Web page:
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dmiller
17-Jan-2012, 18:26
Everything was working fine for the last two months, but on the first
day of classes my suse server decided not to work.
I had created a web server and attached it to our edir tree. The last
few days I have been creating user accounts on a nss volume and hosting
secure web services. I wrote a program that creates the accounts on all
of our servers on the tree but I accidently pulled the power on the
workstation where the code is ran. It simply creats the folders and
assings the users to a mysql database for auth. I pulled the power on
the workstation while this was going on. Now I have lost connection to
the server and cannot get it to connect to edir. When I ping the
gateway I have about 80-90 percent packet loss. Also the mouse moves
very slowly. I have rebooted the server and the main server and still
nothing is working. When I login to the suse server I can see all my
volumes and everything but I cant brows the internet. It tires and says
that it is loading pages but it eventally gives up. I tried a ds repair
to see what the errors are and it finds the server but it gives an error
that I may need to use advanced options and repair the time sync. Done
it and it doesnt help.
any ideas????

Thanks
Dave.


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dmiller
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Jim Henderson
17-Jan-2012, 18:58
On Tue, 17 Jan 2012 17:26:02 +0000, dmiller wrote:

> I tried a ds repair
> to see what the errors are and it finds the server but it gives an error
> that I may need to use advanced options and repair the time sync. Done
> it and it doesnt help.
> any ideas????

Not sure why you'd do a dsrepair when the system is dragging - dsrepair
is a repair tool, not a diagnostic tool.

When the system is behaving slowly, try running 'top' and see what it
says is eating the CPU.

BTW, if this is an OES2 server, you might ask in the OES forums rather
than the SLES forums.

Jim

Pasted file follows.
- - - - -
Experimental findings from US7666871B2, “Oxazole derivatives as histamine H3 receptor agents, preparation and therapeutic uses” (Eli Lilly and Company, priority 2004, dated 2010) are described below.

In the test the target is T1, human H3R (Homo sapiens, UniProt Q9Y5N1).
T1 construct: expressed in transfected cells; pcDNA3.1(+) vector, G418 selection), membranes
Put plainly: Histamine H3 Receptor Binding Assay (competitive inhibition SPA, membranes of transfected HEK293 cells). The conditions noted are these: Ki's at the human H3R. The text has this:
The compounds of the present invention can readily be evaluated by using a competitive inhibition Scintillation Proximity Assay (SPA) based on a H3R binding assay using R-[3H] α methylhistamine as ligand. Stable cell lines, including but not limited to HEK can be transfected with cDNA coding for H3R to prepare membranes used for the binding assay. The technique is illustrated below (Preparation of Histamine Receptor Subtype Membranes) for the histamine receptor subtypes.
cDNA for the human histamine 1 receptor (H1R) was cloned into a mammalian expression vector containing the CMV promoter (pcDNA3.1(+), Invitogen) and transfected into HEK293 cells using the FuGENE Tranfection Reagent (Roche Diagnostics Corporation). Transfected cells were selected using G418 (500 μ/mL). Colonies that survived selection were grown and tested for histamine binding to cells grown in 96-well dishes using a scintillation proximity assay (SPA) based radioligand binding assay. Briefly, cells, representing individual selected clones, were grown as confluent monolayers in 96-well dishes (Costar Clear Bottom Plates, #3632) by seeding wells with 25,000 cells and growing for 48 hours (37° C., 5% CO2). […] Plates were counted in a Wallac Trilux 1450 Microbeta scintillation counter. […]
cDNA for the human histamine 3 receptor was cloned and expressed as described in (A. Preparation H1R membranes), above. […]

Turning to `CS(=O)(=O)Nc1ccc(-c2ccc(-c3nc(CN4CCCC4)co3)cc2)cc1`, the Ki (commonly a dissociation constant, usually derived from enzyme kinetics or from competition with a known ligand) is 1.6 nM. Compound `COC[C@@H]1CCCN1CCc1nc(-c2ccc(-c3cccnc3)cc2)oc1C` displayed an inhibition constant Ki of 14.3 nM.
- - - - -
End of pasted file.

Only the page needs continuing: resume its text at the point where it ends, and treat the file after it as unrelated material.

--
Jim Henderson, CNA6, CDE, CNI, LPIC-1, CLA10, CLP10
Novell Knowledge Partner

elagrew
18-Jan-2012, 18:26
"Not sure why you'd do a dsrepair when the system is dragging -
dsrepair
is a repair tool, not a diagnostic tool."

Eh? What about ndsrepair -T or ndsrepair -E ? I use those 2 all the
time for a quick command line diagnostic.

At any rate, top is a good diag to use, I agree. But if you're losing
packets, I would also check your network card and wiring.

--El

hendersj;2168430 Wrote:
> On Tue, 17 Jan 2012 17:26:02 +0000, dmiller wrote:
>
> > I tried a ds repair
> > to see what the errors are and it finds the server but it gives an
> error
> > that I may need to use advanced options and repair the time sync.
> Done
> > it and it doesnt help.
> > any ideas????
>
> Not sure why you'd do a dsrepair when the system is dragging -
> dsrepair
> is a repair tool, not a diagnostic tool.
>
> When the system is behaving slowly, try running 'top' and see what it
> says is eating the CPU.
>
> BTW, if this is an OES2 server, you might ask in the OES forums rather
> than the SLES forums.
>
> Jim
> --
> Jim Henderson, CNA6, CDE, CNI, LPIC-1, CLA10, CLP10
> Novell Knowledge Partner


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El LaGrew
elbert.lagrew#katun.com
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Jim Henderson
18-Jan-2012, 18:39
On Wed, 18 Jan 2012 17:26:01 +0000, elagrew wrote:

> "Not sure why you'd do a dsrepair when the system is dragging - dsrepair
> is a repair tool, not a diagnostic tool."
>
> Eh? What about ndsrepair -T or ndsrepair -E ? I use those 2 all the
> time for a quick command line diagnostic.

Years ago I switched to using iMonitor for doing diagnostics like this.
Usually a "quick command line diagnostic" leads me to need to go to
something else, and in general, it's all there in iMonitor so I just
start there now.

But yeah, that's informational and certainly OK. The thing is that
*most* people, when they say "I ran dsrepair to see what errors it
reports", they mean they've run a database repair.

First rule of troubleshooting: Don't change the environment while you're
trying to diagnose it. That changes the problem and increases the time
to troubleshoot.

Repairing the database "to see what errors are fixed" counts as changing
the environment. And in general it's not going to solve a network issue
(*rarely* it may fix a server-to-server authentication problem, but
usually comms problems are more fundamental than a corrupted key pair for
server authentication).

> At any rate, top is a good diag to use, I agree. But if you're losing
> packets, I would also check your network card and wiring.

Yes. And the switch port that the server's plugged into - I've seen bad
ports cause problems like this. And make sure that you've got the duplex
properly configured (ISTR the general rule of thumb is leave everything
set to autoconfigure, though Massimo is the expert on that around here).

Jim

--
Jim Henderson, CNA6, CDE, CNI, LPIC-1, CLA10, CLP10
Novell Knowledge Partner